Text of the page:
SUBLETTE COUNTY – The state responded to former sheriff Stephen R. Haskell’s appeal on his 2017 criminal convictions with a brief filed Friday by telling Wyoming Supreme Court justices they “erred” in the earlier decision that forms much of Haskell’s appeal.
That decision came from an appeal mounted by another former public employee, Albany County Prosecutor Richard C. Bohling. In 2017 and around the time Haskell was on trial in Pinedale, the Supreme Court reversed a jury’s verdicts for Bohling, who was convicted of felony charges centering on his purchases and use of office camera equipment.
Haskell was arrested and charged for ordering new uniforms and other items for the sheriff’s office, after his 2014 election but before he was sworn into office in January 2015. He admitted he changed invoices after the county commissioners and clerk questioned the dates, as Haskell agreed to pay for anything ordered before being sworn in. The prosecution argued that Haskell’s “debt” to the county of more than $11,000 was forgiven. Haskell ordered items only for the sheriff’s department.
Haskell was found guilty one year ago of four charges – ¬obtaining property under false pretenses, wrongfully receiving property and submitting a false claim with intent to defraud. His prison sentences were suspended last August for five years of supervised
probation on each felony count, to run at the same time.
Early on in the trial, presiding Fifth District Judge Steven Cranfill tossed a misdemeanor charge alleging Haskell committed an unauthorized act as a public officer.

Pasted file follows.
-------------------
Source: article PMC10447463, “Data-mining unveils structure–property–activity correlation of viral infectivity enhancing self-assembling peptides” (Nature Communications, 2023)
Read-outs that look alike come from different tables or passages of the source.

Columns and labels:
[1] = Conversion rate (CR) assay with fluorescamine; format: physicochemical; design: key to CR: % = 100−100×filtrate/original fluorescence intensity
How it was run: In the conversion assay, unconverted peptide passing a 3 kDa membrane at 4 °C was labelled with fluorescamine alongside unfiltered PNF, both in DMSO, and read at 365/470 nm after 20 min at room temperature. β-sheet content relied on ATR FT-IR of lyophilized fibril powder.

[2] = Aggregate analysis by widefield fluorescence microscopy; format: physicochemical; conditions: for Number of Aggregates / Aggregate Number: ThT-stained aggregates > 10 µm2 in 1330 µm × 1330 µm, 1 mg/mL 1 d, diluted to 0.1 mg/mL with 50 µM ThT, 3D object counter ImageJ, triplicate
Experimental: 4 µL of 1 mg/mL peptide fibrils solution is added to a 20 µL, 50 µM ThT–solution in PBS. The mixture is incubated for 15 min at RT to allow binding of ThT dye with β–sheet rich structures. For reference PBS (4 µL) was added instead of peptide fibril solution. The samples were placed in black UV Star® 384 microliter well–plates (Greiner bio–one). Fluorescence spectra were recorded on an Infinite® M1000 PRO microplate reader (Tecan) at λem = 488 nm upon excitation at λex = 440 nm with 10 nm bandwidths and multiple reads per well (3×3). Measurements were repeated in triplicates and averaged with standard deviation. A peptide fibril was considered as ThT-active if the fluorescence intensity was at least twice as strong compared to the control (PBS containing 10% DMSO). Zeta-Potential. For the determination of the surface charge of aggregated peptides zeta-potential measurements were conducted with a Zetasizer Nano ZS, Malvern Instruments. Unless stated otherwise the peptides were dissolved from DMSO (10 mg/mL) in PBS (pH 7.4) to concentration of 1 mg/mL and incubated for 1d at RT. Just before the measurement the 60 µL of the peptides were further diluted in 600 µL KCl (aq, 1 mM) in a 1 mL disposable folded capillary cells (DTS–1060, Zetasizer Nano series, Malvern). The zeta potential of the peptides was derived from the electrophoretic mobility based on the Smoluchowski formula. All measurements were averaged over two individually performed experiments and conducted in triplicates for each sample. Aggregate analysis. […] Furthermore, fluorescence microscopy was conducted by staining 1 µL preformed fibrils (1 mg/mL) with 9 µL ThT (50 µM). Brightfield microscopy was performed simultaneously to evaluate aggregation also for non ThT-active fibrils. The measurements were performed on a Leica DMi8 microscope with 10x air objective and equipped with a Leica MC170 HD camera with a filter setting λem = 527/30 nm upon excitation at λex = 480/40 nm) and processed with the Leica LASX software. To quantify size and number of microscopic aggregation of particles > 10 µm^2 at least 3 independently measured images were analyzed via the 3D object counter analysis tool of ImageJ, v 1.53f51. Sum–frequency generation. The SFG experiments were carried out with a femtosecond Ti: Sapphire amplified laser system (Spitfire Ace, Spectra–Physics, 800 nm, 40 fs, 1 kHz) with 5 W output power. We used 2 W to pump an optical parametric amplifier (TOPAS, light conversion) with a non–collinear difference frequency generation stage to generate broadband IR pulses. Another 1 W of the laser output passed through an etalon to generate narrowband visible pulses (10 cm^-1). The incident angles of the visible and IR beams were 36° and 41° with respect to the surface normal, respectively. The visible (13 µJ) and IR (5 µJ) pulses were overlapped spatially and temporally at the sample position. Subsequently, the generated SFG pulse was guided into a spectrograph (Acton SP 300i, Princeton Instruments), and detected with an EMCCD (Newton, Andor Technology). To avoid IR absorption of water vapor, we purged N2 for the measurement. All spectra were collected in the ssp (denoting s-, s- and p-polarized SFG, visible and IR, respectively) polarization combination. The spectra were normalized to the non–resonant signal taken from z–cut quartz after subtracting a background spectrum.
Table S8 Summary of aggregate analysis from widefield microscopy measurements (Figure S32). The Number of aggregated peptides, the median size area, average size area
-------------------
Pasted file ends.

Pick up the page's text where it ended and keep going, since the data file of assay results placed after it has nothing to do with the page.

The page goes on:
The state attorney general’s office also rejects Haskell’s appeal argument about a biased juror who sent a note to Judge Cranfill stating “he had heard enough” after the prosecution rested.
“Haskell declined the opportunity to interview the juror,” the state says. “Did Haskell waive any argument that the district court erred in not dismissing the juror?”
The state’s quotes the justices’ Bohling decision: “(Our) case law is clear that the word ‘obtain” in the statute defining the crime of false pretenses has always been interpreted to mean that the wrongdoer must obtain both title and possession of the victim’s property.
“The state agrees that if this statement is entirely correct, Haskell’s conviction must be reversed as no title to money or property ever passed from the county to Haskell,” it continues.
However, it says the Supreme Court “contradicted itself … and created a paradoxical gap in Wyoming’s theft laws.”
Further, the state informs justices that they ignored previous case law by reinterpreting false pretenses crimes. “… (T)he Court cited several cases that cannot be reconciled with such an interpretation.”
As for Haskell’s argument that he was denied the right to a nonbiased jury, the state argues that the juror’s bias could have favored Haskell’s.
“Haskell seems to suggest that the trial court should have declared a mistrial when the note from the juror came in,” the state responds. “… Because Haskell never suggested a mistrial was necessary, the state asserts that this Court should review the jury misconduct under plain error.”
The “recalcitrant juror” in question was “an older man in some physical distress … (and had been) a little bit uncomfortable where he has to sit for several days,” the state reveals.
“The trial court asked, ‘Do we need to bring him in?’ Both the state and Haskell said no.”
The state “contends that Haskell waived this argument (about the juror’s bias) at the district court level” by declining that opportunity.
The next step in the appeal process will be the March 19 filing of Haskell’s response to the State Attorney General’s Office.
To read the Wyoming Supreme Court’s public docket about this or any case, go to https://www.courts.state.wy.us/ and under “Public Docket” enter a party’s name in a “participant search.”